Redress Scheme: information for organisations

Information for organisations considering participating in the Redress Scheme for survivors of historical abuse in care in Scotland.

This document is part of a collection

Evidence requirements and the standard of proof

The redress scheme is an alternative to court and does not seek to establish fault or liability, therefore the evidence required to support a redress application is different to that required to support civil or criminal court action. Further information on the evidence requirements for the scheme are available in the statutory guidance.

Applicants may face challenges in obtaining evidence, both of being in care in the settings covered by the redress scheme, and of abuse that happened a long time ago. Many survivors will not have told anyone what happened to them at the time, or if they did, that it may not have been recorded or acted upon. It is also understood that record keeping was often inconsistent or inadequate in the past, and that for a variety of reasons, records which were kept may no longer be available. This understanding and knowledge has been applied in setting evidential requirements and care has been taken not to create barriers or burdens which are simply too high, or unachievable.

Individuals who apply to the redress scheme are required to submit:

  • a completed and signed application form, including a written statement either within that application form or attached to it
  • evidence of identification
  • a supporting document to confirm that the applicant was resident in a relevant care setting as a child before 1 December 2004 (read more in the statutory guidance on eligibility)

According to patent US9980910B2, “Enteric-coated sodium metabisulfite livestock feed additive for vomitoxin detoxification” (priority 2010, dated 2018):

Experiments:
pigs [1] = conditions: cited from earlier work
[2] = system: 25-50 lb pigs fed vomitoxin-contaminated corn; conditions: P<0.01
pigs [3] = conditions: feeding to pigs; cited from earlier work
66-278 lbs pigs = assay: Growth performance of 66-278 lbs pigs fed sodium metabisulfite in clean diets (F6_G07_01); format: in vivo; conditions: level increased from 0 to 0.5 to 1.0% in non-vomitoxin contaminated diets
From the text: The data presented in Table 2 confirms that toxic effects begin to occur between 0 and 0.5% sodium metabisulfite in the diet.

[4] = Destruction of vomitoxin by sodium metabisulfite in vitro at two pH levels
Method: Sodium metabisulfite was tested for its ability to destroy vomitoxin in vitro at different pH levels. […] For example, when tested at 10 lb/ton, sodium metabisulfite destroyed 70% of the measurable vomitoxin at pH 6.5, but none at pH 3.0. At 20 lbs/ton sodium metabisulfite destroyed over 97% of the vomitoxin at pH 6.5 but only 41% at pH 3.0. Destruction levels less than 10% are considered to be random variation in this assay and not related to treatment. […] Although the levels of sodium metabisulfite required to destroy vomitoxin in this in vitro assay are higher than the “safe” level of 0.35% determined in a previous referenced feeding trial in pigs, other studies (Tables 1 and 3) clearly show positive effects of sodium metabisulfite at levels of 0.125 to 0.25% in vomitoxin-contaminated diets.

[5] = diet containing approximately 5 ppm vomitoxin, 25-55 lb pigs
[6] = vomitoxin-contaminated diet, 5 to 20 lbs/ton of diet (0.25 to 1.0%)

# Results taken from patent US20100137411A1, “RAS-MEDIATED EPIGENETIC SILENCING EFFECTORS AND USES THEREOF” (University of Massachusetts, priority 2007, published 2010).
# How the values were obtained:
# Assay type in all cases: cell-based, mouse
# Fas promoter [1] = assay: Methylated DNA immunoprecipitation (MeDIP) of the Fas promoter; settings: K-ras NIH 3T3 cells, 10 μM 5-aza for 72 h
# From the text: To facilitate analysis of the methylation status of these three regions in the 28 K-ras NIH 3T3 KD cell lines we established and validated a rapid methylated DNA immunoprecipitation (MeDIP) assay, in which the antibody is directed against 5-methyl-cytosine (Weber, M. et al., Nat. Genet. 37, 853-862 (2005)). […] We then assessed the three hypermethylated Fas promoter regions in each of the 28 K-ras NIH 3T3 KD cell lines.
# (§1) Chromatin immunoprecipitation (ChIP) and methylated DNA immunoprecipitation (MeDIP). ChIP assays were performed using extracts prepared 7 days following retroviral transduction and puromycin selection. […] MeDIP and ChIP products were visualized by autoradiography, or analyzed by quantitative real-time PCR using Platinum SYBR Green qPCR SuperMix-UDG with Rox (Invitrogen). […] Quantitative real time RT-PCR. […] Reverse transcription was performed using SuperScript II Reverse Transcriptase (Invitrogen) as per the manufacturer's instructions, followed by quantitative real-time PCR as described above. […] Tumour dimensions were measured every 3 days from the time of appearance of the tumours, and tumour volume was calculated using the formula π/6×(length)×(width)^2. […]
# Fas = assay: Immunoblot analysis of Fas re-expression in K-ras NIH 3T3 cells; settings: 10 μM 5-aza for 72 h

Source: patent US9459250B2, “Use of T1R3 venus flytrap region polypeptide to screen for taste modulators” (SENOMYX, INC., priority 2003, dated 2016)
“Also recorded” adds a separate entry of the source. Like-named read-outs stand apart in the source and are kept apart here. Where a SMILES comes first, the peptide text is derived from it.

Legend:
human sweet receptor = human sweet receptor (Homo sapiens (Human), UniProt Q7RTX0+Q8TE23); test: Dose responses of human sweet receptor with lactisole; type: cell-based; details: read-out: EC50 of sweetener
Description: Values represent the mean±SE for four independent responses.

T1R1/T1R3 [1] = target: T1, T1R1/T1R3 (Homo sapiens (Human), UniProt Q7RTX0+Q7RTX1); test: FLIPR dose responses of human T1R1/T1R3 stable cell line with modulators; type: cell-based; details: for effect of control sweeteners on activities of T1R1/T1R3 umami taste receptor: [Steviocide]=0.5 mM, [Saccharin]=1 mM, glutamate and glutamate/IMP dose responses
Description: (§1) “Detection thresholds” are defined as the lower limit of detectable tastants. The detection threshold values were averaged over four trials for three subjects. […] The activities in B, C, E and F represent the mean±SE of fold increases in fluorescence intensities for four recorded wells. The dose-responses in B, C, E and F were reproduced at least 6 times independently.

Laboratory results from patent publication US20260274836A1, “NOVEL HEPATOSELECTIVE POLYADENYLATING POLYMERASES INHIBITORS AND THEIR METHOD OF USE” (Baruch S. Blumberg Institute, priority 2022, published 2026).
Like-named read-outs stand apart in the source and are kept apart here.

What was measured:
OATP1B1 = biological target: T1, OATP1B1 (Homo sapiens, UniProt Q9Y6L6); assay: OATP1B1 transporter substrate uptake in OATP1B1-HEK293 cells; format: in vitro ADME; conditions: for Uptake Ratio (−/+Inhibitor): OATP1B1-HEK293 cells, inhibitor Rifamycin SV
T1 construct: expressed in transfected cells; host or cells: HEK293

• where the application is for an Individually Assessed Payment and relates to abuse that occurred whilst the applicant was resident in multiple relevant care settings, where possible, supporting documentation to confirm residency in each relevant care setting, should be provided
  • if an applicant was resident in a private boarding school when the abuse took place, the applicant must submit documentary evidence of who organised and paid for the placement
  • where the application is for an Individually Assessed Payment, supporting documentation to establish the abuse to which the application relates, must also be submitted
  • if a relevant payment has been made in terms of section 42 of the Act, supporting documentation in relation to that payment is required

Individuals who are applying for a next of kin redress payment will need to provide further information specific to their own eligibility for a next of kin redress payment.

Verification of evidence

Scottish Government caseworkers will seek to verify documents provided and notwithstanding these general requirements, there may be circumstances where one or more of the above is not submitted by the applicant. In such cases, the matter will be determined by Redress Scotland, and further information on this is set out below.

If the applicant has previously received a relevant payment, which is a payment in relation to the abuse mentioned in their application, then this will also be verified.

It is possible that an applicant may previously have applied to the scheme, for example they initially applied for a fixed rate payment, but later discovers new information and decides to apply for an individually assessed payment. In these circumstances the applicant would not need to resubmit the same evidence as the previous evidence can be relied upon, though further evidence may be required.

Determinations by Redress Scotland

Redress Scotland, as an independent body, is solely responsible for determining the eligibility of an applicant and the level of redress payment to be offered. Decisions about applications will be made by panels of members of Redress Scotland, appointed by the Chair of Redress Scotland.

When a Redress Scotland panel is considering an application to the scheme, they will take account of information provided in the application, as well as any other publicly available information that they consider is relevant, for example findings by the Scottish Child Abuse Inquiry (SCAI).